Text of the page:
Business Overview

Mountain Town Seasonal Business. Work begins in May and continues through September with some wind down in October. Take the Winter off.

Take over this business at the ideal time and be ready for the start of the season with assistance of the current owner to get you up and running.

This company has been in business more than 20 years and many of the customers have been with them for the entire time. It is a healthy and thriving business with outstanding community recognition and steady profitability. The business has a substantial investment in vehicles, tools and equipment. For a new business owner this offers an opportunity to make a mountain town life and a platform from which to grow.

100% of current customers are return clients from previous years. The owner has built a reputation for friendly and reliable service which has created a loyal customer base with a variety of local residential and commercial clients.

Every business has had to adapt to the current coronavirus pandemic. The initial stay home period in 2020 occurred during a part of the year when the seasonal business has not yet started and was not a hardship. The business category was deemed essential so once the season got underway the restrictions had little to no impact on work.

The rest of the impacts of the Covid-19 situation have been positive on the business. More people stayed home and looked into ways to improve their properties and more properties were sold creating the kinds of investments new owners make which also drives the business.

Please Note: Cash Flow Presented is “Seller’s Discretionary Earnings”. Potential buyers will be asked to complete buyer registration, sign a non-disclosure, interview with broker and provide evidence of the means to complete a transaction of this size before additional confidential information will be provided.


  • Asking Price: $180,000
  • Cash Flow: $98,000
  • Gross Revenue: $195,000
  • FF&E: $67,000
  • Inventory: $5,000
  • Inventory Included: N/A
  • Established: 2001

Detailed Information

  • Property Owned or Leased:N/A
  • Property Included:N/A
  • Building Square Footage:N/A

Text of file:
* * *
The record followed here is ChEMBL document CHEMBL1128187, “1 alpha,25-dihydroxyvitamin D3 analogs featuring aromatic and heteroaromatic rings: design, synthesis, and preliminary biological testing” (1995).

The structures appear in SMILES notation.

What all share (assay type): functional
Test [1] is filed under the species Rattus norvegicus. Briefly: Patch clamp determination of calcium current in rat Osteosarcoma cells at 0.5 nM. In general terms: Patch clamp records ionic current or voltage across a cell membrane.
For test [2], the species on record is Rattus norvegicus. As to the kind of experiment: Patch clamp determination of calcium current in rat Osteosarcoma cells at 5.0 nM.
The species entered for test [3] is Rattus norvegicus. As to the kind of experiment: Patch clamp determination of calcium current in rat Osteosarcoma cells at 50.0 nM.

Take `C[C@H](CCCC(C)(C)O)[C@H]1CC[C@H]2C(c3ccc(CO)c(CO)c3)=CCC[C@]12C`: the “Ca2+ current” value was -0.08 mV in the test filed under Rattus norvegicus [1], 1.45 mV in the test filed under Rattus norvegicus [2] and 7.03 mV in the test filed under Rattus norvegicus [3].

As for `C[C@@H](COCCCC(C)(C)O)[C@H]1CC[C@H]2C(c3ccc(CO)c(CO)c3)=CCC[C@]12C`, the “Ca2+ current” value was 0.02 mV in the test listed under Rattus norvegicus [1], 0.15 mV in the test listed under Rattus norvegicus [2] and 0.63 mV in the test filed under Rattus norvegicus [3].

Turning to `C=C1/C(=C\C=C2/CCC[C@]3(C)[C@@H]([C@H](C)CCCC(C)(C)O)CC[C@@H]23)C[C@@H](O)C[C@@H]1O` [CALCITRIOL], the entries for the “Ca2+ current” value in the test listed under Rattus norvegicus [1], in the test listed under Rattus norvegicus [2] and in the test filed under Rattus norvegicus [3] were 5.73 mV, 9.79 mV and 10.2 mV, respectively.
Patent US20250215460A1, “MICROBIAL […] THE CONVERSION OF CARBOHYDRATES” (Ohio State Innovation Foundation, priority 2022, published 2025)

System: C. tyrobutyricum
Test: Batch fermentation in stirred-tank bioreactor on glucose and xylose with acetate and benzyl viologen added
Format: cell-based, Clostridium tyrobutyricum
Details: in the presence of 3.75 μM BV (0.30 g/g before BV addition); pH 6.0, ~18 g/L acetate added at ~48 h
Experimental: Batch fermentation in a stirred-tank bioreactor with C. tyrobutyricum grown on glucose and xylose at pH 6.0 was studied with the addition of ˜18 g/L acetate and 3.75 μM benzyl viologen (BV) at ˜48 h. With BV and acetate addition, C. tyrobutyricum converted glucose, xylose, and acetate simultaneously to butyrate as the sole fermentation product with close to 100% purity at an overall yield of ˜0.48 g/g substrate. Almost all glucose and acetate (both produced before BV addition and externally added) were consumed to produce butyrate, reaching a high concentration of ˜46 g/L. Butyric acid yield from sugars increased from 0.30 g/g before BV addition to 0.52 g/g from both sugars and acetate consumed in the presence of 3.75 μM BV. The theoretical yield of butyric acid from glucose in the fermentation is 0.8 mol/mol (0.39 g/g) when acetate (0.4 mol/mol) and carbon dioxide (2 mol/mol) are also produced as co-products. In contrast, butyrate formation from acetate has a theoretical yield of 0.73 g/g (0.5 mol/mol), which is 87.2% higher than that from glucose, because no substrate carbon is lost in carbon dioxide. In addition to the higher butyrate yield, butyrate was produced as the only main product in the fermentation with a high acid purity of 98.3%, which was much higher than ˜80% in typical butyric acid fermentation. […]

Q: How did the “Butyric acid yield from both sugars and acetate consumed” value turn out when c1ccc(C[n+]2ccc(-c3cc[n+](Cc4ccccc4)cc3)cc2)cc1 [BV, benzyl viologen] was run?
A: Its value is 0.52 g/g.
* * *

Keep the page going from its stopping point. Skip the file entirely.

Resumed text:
• Lot Size:N/A
  • Total Number of Employees:N/A
  • Furniture, Fixtures and Equipment:N/A
About The Facility:

None. Owner stores vehicles and equipment at home in the off-season.

Is Support & Training Included:

Seller will provide effective training and knowledge transfer to the Buyer in all matters relating to Company management.

Pros and Cons:

There are other businesses with similar capabilities in the area.

Additional Info

The venture was established in 2001, making the business 21 years old.
The deal shall not include inventory valued at $5,000*, which ins't included in the requested price.

Why is the Current Owner Selling The Business?

There are all sorts of reasons people decide to sell operating businesses. Nonetheless, the genuine reason and the one they tell you might be 2 totally different things. For instance, they may claim "I have way too many other commitments" or "I am retiring". For many sellers, these reasons stand. But also, for some, these might just be excuses to attempt to conceal the reality of altering demographics, increased competition, recent decrease in earnings, or a variety of various other factors. This is why it is extremely important that you not depend totally on a seller's word, however rather, make use of the vendor's response combined with your general due diligence. This will repaint a more sensible image of the business's existing scenario.

Existing Debts and Future Obligations

If the current business is in debt, which numerous companies are, then you will certainly need to consider this when valuating/preparing your deal. Many businesses finance loans with the purpose of covering items such as stock, payroll, accounts payable, etc. Remember that occasionally this can imply that profit margins are too thin. Many companies fall into a revolving door of taking loans as a way to pay back various other loans. Along with debts, there may also be future obligations to take into consideration. There might be an outstanding lease on equipment or the structure where the business resides. The business may have existing contracts with suppliers that need to be fulfilled or might cause charges if terminated early.

Understanding the Customer Base, Competition and Area Demographics

How do operating businesses in the location draw in brand-new consumers? Many times, companies have repeat customers, which form the core of their daily profits. Certain factors such as brand-new competitors growing up around the area, road building, and personnel turn over can affect repeat customers and adversely affect future revenues. One crucial thing to take into consideration is the location of the business. Is it in a highly trafficked shopping mall, or is it hidden from the highway? Certainly, the more people that see the business often, the better the opportunity to construct a returning consumer base. A final idea is the basic location demographics. Is the business placed in a largely inhabited city, or is it located on the edge of town? Exactly how might the local mean house income influence future earnings prospects?